Foto de dos mujeres comiendo distintos menús

The home page, in a way, is like the main entrance of your store. The goal of it is simple and clear: get the visitor to click on something that take them deeper into your site.

Both first-time visitors and repeat customers can reach the home page, and you have very few seconds to encourage them to continue exploring your website. The complexity of this page lies in the fact that its content, on the one hand, must be attractive to your visitors, whatever stage of purchase they are in. On the other, you must make sure that you direct them towards the next step that will bring them closer to the final goal of your website.

Types of A/B Tests

If you want (and should) optimize conversion on your home page, A/B tests are the best tool to get to know your visitor’s preferences and tastes. Instead of relying on intuition that can end up harming the main goal of your website, A/B testing allows you to gradually improve your website based on real data.

Let’s see what types of tests you should create on the home page.

The First Fold

The first section or fold of a home page is critical for your visitor in deciding whether to leave or continue on that page. In that section you should highlight what you think will generate the most conversion. It is not a section in which you have to beat around the bush. Focus on the message you want to convey to your visitor and invite them to take some action.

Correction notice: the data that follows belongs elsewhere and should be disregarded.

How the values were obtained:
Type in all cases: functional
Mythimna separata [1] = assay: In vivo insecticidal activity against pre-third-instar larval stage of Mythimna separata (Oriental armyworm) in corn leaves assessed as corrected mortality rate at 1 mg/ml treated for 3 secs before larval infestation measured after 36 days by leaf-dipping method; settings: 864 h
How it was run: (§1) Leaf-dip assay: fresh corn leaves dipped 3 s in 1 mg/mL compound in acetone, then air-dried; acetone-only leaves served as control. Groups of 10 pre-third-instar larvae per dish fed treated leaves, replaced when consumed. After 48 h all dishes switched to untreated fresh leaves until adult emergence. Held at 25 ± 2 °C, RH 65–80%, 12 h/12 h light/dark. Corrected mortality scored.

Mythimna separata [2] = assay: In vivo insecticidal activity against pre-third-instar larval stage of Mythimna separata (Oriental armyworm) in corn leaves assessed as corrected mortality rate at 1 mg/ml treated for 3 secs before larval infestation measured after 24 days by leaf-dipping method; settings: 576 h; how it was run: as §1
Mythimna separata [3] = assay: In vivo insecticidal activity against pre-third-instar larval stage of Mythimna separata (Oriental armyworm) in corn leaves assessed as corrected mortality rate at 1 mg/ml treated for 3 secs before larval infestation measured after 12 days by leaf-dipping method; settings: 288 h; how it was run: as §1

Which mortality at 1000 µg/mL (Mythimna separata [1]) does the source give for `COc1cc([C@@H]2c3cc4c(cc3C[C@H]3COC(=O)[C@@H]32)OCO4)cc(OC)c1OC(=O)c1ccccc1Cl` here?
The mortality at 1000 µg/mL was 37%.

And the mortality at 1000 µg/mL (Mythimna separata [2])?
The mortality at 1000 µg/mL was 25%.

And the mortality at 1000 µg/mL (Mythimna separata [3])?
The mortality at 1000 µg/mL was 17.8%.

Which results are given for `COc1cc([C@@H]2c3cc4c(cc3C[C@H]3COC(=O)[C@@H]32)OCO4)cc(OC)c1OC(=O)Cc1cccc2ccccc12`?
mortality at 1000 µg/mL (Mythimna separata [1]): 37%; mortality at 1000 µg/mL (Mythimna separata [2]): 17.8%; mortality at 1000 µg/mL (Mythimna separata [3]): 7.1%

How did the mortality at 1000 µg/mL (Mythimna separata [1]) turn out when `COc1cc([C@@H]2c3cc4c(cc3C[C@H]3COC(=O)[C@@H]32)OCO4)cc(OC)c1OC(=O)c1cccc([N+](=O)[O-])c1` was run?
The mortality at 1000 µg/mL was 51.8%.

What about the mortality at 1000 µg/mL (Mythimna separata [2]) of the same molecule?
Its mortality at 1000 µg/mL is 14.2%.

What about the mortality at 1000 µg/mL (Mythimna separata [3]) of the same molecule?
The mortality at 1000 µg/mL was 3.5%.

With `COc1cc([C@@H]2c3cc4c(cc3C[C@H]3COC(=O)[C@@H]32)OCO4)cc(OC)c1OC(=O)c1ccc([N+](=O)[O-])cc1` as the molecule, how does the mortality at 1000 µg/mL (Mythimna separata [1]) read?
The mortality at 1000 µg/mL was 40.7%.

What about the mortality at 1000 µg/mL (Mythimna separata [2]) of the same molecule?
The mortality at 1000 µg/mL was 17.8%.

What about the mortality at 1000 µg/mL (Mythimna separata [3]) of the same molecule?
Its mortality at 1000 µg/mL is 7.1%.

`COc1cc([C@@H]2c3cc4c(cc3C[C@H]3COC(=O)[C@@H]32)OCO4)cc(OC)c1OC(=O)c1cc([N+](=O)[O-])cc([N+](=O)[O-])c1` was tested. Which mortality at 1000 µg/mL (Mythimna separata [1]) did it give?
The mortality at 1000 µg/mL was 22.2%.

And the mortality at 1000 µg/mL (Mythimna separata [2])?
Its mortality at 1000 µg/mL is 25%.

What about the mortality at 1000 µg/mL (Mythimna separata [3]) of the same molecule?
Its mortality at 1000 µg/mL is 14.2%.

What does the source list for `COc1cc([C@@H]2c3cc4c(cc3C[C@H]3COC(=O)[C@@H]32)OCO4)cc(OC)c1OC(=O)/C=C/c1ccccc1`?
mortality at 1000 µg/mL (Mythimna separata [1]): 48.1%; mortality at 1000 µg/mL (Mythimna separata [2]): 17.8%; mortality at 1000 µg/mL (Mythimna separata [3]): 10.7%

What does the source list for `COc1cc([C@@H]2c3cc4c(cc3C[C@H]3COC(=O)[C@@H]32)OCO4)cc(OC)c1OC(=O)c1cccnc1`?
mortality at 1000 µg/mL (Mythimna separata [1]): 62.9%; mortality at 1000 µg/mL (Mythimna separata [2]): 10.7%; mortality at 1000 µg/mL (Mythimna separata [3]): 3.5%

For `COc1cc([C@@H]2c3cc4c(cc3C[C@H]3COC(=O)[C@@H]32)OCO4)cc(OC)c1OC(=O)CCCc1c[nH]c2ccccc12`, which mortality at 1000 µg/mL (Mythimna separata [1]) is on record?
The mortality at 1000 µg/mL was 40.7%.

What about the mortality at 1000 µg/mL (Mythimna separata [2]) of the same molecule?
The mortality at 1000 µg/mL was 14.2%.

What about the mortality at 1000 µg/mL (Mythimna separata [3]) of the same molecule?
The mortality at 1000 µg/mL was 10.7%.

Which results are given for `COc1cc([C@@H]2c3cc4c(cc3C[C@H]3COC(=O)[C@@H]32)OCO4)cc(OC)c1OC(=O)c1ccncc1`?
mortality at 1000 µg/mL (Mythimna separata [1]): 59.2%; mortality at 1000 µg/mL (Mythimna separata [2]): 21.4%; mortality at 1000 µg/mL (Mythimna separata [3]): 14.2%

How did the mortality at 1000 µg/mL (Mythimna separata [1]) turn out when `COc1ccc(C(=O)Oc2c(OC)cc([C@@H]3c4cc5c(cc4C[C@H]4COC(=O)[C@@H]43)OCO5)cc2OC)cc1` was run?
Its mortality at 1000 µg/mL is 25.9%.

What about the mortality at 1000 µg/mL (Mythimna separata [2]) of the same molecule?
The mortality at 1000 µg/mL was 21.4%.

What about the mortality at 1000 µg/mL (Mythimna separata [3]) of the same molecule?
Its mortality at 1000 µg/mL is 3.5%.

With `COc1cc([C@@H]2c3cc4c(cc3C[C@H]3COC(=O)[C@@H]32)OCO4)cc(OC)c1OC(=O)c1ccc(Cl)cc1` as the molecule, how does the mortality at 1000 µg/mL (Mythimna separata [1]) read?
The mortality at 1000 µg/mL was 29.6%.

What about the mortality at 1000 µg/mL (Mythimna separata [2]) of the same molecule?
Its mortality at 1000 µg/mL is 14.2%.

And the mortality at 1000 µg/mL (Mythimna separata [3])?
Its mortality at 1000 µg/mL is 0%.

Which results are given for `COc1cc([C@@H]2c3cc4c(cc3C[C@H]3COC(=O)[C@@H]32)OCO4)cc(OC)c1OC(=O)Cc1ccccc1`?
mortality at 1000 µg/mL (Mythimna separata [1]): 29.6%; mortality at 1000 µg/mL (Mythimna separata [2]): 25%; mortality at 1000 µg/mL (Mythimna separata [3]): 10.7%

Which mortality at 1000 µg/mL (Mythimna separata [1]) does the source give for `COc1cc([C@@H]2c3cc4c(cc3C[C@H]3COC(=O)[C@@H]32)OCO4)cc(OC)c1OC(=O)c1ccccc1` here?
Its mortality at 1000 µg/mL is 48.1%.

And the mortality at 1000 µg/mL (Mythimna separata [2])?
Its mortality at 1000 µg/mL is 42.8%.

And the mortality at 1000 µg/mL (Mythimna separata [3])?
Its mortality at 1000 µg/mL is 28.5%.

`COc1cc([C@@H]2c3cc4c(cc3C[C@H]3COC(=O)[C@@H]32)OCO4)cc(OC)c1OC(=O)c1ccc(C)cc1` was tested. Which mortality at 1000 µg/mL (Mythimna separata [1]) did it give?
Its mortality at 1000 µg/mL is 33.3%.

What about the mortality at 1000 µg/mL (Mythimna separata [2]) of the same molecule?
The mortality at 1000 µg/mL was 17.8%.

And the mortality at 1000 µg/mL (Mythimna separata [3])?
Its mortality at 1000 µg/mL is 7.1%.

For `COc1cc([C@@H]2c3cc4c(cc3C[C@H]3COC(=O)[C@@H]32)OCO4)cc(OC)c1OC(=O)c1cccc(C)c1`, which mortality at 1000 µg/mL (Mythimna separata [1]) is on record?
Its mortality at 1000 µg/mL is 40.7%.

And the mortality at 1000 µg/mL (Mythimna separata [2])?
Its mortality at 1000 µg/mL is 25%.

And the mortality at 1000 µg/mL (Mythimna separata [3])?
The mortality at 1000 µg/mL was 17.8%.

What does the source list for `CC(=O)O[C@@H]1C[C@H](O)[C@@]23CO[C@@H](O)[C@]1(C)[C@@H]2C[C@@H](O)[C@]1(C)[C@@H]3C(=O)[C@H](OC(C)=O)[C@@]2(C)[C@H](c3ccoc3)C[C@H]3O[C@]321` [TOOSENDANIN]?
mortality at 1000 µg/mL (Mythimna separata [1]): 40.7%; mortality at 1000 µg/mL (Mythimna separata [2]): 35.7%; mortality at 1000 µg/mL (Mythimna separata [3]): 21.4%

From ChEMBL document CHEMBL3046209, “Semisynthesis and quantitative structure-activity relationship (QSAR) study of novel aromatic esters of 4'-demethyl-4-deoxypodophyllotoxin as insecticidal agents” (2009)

First cut of the Nelio Software home page
First fold of the Nelio Software home page.

What types of tests should you try there? Start by creating a page test testing the content of said section. Try changing the cover image or even adding a video. Try different headlines, for example, by changing the sentence to a question. Try changing the text by adding words that invite the visitor to take an action or want to know more.

Show an Offer

On a home page you should show something that engages the visitor. Have you tried offering something in exchange for something else? It’s proven to work. For example, to get people to subscribe to your newsletter or an online course, you can offer them a discount on their first purchase.

Screenshot of the Kassatex home page